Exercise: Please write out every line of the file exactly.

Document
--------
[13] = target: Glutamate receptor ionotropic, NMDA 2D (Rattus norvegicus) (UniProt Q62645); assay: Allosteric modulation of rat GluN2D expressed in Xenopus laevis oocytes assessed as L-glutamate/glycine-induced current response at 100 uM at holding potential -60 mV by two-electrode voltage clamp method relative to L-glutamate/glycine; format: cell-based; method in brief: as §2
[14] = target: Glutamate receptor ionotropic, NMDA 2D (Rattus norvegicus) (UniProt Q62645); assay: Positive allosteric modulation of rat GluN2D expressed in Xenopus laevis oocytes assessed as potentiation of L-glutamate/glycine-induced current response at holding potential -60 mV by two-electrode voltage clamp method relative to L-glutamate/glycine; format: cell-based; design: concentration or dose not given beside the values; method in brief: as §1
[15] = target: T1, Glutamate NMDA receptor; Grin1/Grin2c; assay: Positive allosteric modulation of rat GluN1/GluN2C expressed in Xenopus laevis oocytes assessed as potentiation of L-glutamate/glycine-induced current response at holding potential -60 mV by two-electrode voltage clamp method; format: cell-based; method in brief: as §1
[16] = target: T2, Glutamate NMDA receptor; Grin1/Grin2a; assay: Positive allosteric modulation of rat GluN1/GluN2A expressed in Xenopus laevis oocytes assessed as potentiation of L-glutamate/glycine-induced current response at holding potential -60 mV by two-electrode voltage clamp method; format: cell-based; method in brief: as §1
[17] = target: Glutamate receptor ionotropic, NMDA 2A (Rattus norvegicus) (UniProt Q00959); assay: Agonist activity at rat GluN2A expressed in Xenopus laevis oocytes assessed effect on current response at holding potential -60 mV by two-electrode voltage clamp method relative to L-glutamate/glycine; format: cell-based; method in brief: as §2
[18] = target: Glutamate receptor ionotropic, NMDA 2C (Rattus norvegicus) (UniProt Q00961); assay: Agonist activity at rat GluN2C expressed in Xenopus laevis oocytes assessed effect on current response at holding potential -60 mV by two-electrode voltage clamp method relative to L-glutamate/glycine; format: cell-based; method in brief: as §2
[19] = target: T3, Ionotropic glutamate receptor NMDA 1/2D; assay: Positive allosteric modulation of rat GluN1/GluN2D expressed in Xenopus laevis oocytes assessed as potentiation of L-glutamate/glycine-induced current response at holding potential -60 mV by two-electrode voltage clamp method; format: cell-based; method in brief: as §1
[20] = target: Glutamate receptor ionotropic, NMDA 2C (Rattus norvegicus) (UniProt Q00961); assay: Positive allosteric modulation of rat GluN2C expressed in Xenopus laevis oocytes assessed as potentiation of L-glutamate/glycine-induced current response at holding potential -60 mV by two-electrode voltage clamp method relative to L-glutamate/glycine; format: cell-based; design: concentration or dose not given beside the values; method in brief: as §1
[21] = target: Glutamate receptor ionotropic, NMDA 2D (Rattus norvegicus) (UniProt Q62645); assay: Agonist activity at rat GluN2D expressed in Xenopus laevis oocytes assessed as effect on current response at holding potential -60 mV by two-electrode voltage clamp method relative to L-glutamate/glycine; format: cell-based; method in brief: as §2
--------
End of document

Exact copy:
[13] = target: Glutamate receptor ionotropic, NMDA 2D (Rattus norvegicus) (UniProt Q62645); assay: Allosteric modulation of rat GluN2D expressed in Xenopus laevis oocytes assessed as L-glutamate/glycine-induced current response at 100 uM at holding potential -60 mV by two-electrode voltage clamp method relative to L-glutamate/glycine; format: cell-based; method in brief: as §2
[14] = target: Glutamate receptor ionotropic, NMDA 2D (Rattus norvegicus) (UniProt Q62645); assay: Positive allosteric modulation of rat GluN2D expressed in Xenopus laevis oocytes assessed as potentiation of L-glutamate/glycine-induced current response at holding potential -60 mV by two-electrode voltage clamp method relative to L-glutamate/glycine; format: cell-based; design: concentration or dose not given beside the values; method in brief: as §1
[15] = target: T1, Glutamate NMDA receptor; Grin1/Grin2c; assay: Positive allosteric modulation of rat GluN1/GluN2C expressed in Xenopus laevis oocytes assessed as potentiation of L-glutamate/glycine-induced current response at holding potential -60 mV by two-electrode voltage clamp method; format: cell-based; method in brief: as §1
[16] = target: T2, Glutamate NMDA receptor; Grin1/Grin2a; assay: Positive allosteric modulation of rat GluN1/GluN2A expressed in Xenopus laevis oocytes assessed as potentiation of L-glutamate/glycine-induced current response at holding potential -60 mV by two-electrode voltage clamp method; format: cell-based; method in brief: as §1
[17] = target: Glutamate receptor ionotropic, NMDA 2A (Rattus norvegicus) (UniProt Q00959); assay: Agonist activity at rat GluN2A expressed in Xenopus laevis oocytes assessed effect on current response at holding potential -60 mV by two-electrode voltage clamp method relative to L-glutamate/glycine; format: cell-based; method in brief: as §2
[18] = target: Glutamate receptor ionotropic, NMDA 2C (Rattus norvegicus) (UniProt Q00961); assay: Agonist activity at rat GluN2C expressed in Xenopus laevis oocytes assessed effect on current response at holding potential -60 mV by two-electrode voltage clamp method relative to L-glutamate/glycine; format: cell-based; method in brief: as §2
[19] = target: T3, Ionotropic glutamate receptor NMDA 1/2D; assay: Positive allosteric modulation of rat GluN1/GluN2D expressed in Xenopus laevis oocytes assessed as potentiation of L-glutamate/glycine-induced current response at holding potential -60 mV by two-electrode voltage clamp method; format: cell-based; method in brief: as §1
[20] = target: Glutamate receptor ionotropic, NMDA 2C (Rattus norvegicus) (UniProt Q00961); assay: Positive allosteric modulation of rat GluN2C expressed in Xenopus laevis oocytes assessed as potentiation of L-glutamate/glycine-induced current response at holding potential -60 mV by two-electrode voltage clamp method relative to L-glutamate/glycine; format: cell-based; design: concentration or dose not given beside the values; method in brief: as §1
[21] = target: Glutamate receptor ionotropic, NMDA 2D (Rattus norvegicus) (UniProt Q62645); assay: Agonist activity at rat GluN2D expressed in Xenopus laevis oocytes assessed as effect on current response at holding potential -60 mV by two-electrode voltage clamp method relative to L-glutamate/glycine; format: cell-based; method in brief: as §2